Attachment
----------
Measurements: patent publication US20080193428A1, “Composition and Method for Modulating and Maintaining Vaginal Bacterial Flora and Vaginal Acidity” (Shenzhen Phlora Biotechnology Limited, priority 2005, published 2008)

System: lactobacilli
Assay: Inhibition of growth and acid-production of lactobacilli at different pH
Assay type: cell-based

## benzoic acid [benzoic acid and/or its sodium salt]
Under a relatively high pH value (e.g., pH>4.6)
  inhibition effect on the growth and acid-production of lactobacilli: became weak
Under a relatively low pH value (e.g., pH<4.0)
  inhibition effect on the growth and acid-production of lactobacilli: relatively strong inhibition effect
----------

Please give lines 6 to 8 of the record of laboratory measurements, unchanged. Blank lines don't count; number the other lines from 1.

Under a relatively high pH value (e.g., pH>4.6)
  inhibition effect on the growth and acid-production of lactobacilli: became weak
Under a relatively low pH value (e.g., pH<4.0)